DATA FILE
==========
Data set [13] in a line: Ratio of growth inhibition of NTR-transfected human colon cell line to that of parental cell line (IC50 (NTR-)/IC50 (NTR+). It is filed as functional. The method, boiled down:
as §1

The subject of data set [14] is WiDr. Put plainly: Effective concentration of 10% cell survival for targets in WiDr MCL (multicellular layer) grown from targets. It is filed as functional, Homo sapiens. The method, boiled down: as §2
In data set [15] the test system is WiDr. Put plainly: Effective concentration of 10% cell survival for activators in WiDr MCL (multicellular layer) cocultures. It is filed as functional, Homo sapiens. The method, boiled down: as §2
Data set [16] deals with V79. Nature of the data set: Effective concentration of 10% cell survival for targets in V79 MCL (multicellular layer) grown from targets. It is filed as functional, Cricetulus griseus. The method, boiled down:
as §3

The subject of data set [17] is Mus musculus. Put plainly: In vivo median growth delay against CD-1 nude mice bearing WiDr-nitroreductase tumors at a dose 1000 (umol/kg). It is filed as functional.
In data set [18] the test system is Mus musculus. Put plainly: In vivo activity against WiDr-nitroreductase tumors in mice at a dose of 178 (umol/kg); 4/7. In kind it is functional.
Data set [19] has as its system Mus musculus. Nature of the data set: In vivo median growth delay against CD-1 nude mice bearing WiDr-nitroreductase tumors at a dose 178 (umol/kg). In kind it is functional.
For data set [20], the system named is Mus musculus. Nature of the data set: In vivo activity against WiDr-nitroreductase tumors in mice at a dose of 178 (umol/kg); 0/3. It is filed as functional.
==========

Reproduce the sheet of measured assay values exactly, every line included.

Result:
Data set [13] in a line: Ratio of growth inhibition of NTR-transfected human colon cell line to that of parental cell line (IC50 (NTR-)/IC50 (NTR+). It is filed as functional. The method, boiled down:
as §1

The subject of data set [14] is WiDr. Put plainly: Effective concentration of 10% cell survival for targets in WiDr MCL (multicellular layer) grown from targets. It is filed as functional, Homo sapiens. The method, boiled down: as §2
In data set [15] the test system is WiDr. Put plainly: Effective concentration of 10% cell survival for activators in WiDr MCL (multicellular layer) cocultures. It is filed as functional, Homo sapiens. The method, boiled down: as §2
Data set [16] deals with V79. Nature of the data set: Effective concentration of 10% cell survival for targets in V79 MCL (multicellular layer) grown from targets. It is filed as functional, Cricetulus griseus. The method, boiled down:
as §3

The subject of data set [17] is Mus musculus. Put plainly: In vivo median growth delay against CD-1 nude mice bearing WiDr-nitroreductase tumors at a dose 1000 (umol/kg). It is filed as functional.
In data set [18] the test system is Mus musculus. Put plainly: In vivo activity against WiDr-nitroreductase tumors in mice at a dose of 178 (umol/kg); 4/7. In kind it is functional.
Data set [19] has as its system Mus musculus. Nature of the data set: In vivo median growth delay against CD-1 nude mice bearing WiDr-nitroreductase tumors at a dose 178 (umol/kg). In kind it is functional.
For data set [20], the system named is Mus musculus. Nature of the data set: In vivo activity against WiDr-nitroreductase tumors in mice at a dose of 178 (umol/kg); 0/3. It is filed as functional.